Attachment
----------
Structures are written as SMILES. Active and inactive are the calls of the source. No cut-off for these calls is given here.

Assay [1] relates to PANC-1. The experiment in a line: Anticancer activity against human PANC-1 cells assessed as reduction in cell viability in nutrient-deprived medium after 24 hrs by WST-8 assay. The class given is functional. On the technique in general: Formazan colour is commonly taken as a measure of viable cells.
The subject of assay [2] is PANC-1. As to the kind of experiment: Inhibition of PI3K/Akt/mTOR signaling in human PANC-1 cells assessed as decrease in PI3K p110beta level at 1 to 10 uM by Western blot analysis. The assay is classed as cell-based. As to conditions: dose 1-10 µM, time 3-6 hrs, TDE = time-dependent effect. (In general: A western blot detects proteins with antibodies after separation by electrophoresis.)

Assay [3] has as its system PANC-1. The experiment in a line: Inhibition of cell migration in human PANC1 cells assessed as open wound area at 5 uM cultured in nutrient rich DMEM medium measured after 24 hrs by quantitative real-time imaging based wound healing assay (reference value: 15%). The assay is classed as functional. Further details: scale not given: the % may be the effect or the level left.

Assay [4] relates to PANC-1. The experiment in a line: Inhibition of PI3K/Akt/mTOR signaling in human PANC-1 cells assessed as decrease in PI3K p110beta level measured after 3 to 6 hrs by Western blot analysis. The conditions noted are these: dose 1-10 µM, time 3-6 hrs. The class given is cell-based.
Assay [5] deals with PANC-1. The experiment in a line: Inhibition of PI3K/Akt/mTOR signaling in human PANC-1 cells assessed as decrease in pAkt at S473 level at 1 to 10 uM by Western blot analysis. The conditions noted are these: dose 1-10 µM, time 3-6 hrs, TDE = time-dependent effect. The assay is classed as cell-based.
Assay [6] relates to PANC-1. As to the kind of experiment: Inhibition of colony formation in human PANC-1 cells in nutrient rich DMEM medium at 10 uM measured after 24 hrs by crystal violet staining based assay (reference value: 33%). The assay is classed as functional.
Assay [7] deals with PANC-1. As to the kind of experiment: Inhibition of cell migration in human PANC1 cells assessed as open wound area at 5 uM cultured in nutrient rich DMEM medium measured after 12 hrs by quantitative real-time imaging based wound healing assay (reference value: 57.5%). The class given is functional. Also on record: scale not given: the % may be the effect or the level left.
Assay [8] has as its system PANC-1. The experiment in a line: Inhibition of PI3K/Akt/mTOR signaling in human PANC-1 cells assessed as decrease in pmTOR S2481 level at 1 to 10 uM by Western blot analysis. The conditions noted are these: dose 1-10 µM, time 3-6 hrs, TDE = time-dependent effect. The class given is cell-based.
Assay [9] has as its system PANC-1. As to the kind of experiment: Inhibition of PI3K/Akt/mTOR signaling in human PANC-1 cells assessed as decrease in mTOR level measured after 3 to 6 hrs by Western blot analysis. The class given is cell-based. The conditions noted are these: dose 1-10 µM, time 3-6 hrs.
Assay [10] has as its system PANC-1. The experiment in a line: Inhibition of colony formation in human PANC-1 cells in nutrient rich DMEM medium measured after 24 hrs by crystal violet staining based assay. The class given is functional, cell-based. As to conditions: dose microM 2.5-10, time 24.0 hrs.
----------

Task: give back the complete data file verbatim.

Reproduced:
Structures are written as SMILES. Active and inactive are the calls of the source. No cut-off for these calls is given here.

Assay [1] relates to PANC-1. The experiment in a line: Anticancer activity against human PANC-1 cells assessed as reduction in cell viability in nutrient-deprived medium after 24 hrs by WST-8 assay. The class given is functional. On the technique in general: Formazan colour is commonly taken as a measure of viable cells.
The subject of assay [2] is PANC-1. As to the kind of experiment: Inhibition of PI3K/Akt/mTOR signaling in human PANC-1 cells assessed as decrease in PI3K p110beta level at 1 to 10 uM by Western blot analysis. The assay is classed as cell-based. As to conditions: dose 1-10 µM, time 3-6 hrs, TDE = time-dependent effect. (In general: A western blot detects proteins with antibodies after separation by electrophoresis.)

Assay [3] has as its system PANC-1. The experiment in a line: Inhibition of cell migration in human PANC1 cells assessed as open wound area at 5 uM cultured in nutrient rich DMEM medium measured after 24 hrs by quantitative real-time imaging based wound healing assay (reference value: 15%). The assay is classed as functional. Further details: scale not given: the % may be the effect or the level left.

Assay [4] relates to PANC-1. The experiment in a line: Inhibition of PI3K/Akt/mTOR signaling in human PANC-1 cells assessed as decrease in PI3K p110beta level measured after 3 to 6 hrs by Western blot analysis. The conditions noted are these: dose 1-10 µM, time 3-6 hrs. The class given is cell-based.
Assay [5] deals with PANC-1. The experiment in a line: Inhibition of PI3K/Akt/mTOR signaling in human PANC-1 cells assessed as decrease in pAkt at S473 level at 1 to 10 uM by Western blot analysis. The conditions noted are these: dose 1-10 µM, time 3-6 hrs, TDE = time-dependent effect. The assay is classed as cell-based.
Assay [6] relates to PANC-1. As to the kind of experiment: Inhibition of colony formation in human PANC-1 cells in nutrient rich DMEM medium at 10 uM measured after 24 hrs by crystal violet staining based assay (reference value: 33%). The assay is classed as functional.
Assay [7] deals with PANC-1. As to the kind of experiment: Inhibition of cell migration in human PANC1 cells assessed as open wound area at 5 uM cultured in nutrient rich DMEM medium measured after 12 hrs by quantitative real-time imaging based wound healing assay (reference value: 57.5%). The class given is functional. Also on record: scale not given: the % may be the effect or the level left.
Assay [8] has as its system PANC-1. The experiment in a line: Inhibition of PI3K/Akt/mTOR signaling in human PANC-1 cells assessed as decrease in pmTOR S2481 level at 1 to 10 uM by Western blot analysis. The conditions noted are these: dose 1-10 µM, time 3-6 hrs, TDE = time-dependent effect. The class given is cell-based.
Assay [9] has as its system PANC-1. As to the kind of experiment: Inhibition of PI3K/Akt/mTOR signaling in human PANC-1 cells assessed as decrease in mTOR level measured after 3 to 6 hrs by Western blot analysis. The class given is cell-based. The conditions noted are these: dose 1-10 µM, time 3-6 hrs.
Assay [10] has as its system PANC-1. The experiment in a line: Inhibition of colony formation in human PANC-1 cells in nutrient rich DMEM medium measured after 24 hrs by crystal violet staining based assay. The class given is functional, cell-based. As to conditions: dose microM 2.5-10, time 24.0 hrs.